Chapter

Subnormal Nation: The Making of a U.S. Disability Minority

in Cultural Locations of Disability

Published by University of Chicago Press

Published in print May 2006 | ISBN: 9780226767314
Published online March 2013 | e-ISBN: 9780226767307 | DOI: http://dx.doi.org/10.7208/chicago/9780226767307.003.0003
Subnormal Nation: The Making of a U.S. Disability Minority

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This chapter explores how a tragic turn at the end of the nineteenth century led to the ascendancy of eugenics. Eugenicists effectively surrendered claims to medical objectivity in order to make judgments about the meaning and treatment of human variation. In The Normal and the Pathological, the medical philosopher George Canguilhem argues more generally that the medical profession in this era abandoned the project of faithfully describing the body as a neutrally adaptive organism. As a result, medical researchers capitalized on the authority to evaluate difference with reference to models of biological norms rather than as nonstigmatizing variations. This chapter argues for the interpretation of differences as an expression of mutable organismic traits. As Darwin insisted in On the Origin of Species, variation serves the good of the species. The more variable a species is, the more flexible it is with respect to shifting environmental forces. Within this formulation, one that is central to disability studies, variations are a feature of biological elasticity rather than a discordant expression of a “natural” process gone awry.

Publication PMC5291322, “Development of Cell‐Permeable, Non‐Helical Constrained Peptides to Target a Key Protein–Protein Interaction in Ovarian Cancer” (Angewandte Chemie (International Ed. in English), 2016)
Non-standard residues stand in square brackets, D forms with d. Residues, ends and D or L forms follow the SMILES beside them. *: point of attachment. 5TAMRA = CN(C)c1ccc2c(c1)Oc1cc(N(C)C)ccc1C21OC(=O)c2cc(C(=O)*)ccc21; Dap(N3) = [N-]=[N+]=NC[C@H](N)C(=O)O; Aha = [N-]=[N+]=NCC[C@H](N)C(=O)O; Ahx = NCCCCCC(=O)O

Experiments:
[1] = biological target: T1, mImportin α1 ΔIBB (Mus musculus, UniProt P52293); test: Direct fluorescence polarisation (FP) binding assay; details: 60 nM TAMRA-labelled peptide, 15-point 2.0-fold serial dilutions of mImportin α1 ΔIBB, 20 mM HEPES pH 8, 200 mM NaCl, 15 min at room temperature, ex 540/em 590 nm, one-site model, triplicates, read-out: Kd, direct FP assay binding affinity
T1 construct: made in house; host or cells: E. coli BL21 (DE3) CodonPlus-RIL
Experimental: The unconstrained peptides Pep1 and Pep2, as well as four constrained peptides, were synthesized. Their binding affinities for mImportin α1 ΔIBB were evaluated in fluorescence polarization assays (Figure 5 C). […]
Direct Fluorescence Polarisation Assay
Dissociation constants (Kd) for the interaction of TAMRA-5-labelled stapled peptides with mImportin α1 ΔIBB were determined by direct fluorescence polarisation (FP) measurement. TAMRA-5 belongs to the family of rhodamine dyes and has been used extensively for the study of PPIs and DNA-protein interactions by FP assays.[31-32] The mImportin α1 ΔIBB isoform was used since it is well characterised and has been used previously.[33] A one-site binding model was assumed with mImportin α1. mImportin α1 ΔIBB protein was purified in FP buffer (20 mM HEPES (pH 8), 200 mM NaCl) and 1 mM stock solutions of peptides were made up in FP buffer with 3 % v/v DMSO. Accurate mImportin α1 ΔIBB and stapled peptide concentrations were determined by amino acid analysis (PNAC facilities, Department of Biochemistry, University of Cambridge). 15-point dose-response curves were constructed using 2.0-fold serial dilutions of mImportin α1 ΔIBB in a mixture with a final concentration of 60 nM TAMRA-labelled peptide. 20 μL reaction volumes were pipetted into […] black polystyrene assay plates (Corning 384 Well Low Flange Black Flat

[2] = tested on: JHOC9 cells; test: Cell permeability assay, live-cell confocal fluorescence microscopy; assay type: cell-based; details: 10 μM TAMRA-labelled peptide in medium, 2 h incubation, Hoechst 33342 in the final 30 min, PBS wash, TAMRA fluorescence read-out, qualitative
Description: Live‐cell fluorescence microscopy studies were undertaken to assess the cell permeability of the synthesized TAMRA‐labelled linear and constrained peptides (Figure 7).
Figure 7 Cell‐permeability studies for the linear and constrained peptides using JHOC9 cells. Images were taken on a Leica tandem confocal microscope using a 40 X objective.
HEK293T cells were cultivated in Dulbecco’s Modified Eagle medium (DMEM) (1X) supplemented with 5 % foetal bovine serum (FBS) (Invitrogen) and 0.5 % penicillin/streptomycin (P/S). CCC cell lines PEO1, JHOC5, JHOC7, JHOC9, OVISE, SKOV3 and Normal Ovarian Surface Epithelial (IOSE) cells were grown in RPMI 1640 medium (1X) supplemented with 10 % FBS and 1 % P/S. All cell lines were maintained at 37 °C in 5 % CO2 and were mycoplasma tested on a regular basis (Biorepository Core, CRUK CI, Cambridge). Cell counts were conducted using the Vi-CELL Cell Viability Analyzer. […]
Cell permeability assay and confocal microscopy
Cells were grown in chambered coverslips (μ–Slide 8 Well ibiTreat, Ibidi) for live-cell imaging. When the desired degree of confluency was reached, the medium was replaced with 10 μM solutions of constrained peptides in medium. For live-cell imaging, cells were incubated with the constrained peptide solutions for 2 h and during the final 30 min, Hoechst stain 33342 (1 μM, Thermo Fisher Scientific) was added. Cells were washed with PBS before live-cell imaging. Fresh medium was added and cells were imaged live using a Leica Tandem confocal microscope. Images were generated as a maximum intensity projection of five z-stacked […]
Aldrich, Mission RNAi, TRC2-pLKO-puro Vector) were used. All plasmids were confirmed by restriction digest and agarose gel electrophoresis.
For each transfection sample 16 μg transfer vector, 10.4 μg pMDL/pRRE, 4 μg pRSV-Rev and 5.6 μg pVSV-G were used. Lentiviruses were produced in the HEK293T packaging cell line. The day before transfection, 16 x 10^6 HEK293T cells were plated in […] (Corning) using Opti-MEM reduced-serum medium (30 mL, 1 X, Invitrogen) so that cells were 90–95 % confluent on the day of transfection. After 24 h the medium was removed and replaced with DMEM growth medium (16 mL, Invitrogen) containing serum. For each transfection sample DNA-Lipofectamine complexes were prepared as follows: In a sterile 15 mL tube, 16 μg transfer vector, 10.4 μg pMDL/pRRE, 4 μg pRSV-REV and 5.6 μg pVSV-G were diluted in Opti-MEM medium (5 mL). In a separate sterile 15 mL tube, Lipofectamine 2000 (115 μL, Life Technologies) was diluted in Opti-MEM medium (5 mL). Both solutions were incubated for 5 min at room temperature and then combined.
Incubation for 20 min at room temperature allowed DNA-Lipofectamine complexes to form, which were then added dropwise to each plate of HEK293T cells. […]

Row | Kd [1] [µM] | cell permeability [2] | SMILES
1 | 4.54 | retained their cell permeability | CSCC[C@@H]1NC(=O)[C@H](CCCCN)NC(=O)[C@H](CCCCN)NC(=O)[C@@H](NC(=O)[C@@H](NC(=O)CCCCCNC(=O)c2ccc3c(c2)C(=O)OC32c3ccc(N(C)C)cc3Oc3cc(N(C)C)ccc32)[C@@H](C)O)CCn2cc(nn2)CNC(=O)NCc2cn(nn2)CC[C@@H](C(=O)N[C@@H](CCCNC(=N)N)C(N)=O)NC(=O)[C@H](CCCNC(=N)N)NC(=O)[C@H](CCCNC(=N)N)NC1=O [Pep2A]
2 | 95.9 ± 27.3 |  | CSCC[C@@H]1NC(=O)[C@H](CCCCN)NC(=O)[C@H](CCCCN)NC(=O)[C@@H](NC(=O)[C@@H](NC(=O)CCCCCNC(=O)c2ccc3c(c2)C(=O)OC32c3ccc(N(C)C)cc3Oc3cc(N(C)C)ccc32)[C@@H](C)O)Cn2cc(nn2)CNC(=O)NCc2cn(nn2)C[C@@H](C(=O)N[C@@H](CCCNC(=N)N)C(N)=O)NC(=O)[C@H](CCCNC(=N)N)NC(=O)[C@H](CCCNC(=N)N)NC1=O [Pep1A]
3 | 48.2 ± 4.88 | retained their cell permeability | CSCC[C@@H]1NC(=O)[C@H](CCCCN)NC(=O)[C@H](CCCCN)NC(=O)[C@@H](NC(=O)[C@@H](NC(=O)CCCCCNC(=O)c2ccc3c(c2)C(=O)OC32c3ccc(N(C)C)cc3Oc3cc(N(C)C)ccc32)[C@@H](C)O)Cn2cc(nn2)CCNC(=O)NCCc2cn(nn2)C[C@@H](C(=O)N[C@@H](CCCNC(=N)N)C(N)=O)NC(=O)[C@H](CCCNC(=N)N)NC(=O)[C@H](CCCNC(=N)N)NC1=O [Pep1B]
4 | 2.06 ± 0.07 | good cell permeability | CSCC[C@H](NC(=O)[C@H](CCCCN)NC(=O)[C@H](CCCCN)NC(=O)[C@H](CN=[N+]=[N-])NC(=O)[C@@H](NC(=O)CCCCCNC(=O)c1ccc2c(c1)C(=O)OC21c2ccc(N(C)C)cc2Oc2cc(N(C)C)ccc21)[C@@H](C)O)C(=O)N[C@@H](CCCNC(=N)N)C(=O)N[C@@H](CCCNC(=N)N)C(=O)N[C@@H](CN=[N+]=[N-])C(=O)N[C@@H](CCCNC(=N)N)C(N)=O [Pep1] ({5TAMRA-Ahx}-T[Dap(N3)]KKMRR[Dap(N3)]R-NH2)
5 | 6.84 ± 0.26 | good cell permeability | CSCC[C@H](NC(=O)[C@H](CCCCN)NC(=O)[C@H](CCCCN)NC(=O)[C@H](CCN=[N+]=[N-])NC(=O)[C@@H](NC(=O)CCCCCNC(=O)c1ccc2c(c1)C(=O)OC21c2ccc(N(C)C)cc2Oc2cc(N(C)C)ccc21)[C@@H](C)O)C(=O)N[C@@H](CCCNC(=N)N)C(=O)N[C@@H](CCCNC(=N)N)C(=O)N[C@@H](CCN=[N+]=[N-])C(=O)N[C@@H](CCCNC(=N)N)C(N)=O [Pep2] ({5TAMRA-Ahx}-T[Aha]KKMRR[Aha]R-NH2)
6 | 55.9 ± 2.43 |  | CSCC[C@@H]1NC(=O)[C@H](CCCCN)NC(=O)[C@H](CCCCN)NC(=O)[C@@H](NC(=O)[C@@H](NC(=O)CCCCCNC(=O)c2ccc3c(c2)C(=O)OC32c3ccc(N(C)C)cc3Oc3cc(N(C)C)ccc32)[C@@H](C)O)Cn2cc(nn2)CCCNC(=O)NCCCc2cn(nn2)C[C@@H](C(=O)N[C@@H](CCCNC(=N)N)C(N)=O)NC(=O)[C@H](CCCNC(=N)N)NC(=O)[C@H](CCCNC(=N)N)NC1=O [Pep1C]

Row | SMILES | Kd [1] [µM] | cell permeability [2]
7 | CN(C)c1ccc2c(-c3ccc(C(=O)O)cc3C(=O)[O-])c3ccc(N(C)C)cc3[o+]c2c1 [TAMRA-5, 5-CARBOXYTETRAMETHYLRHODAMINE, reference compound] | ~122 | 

Keywords: disability; eugenics; organismic traits; human variation; natural process; Darwin

Chapter.  10982 words.  Illustrated.

Subjects: Social and Cultural History

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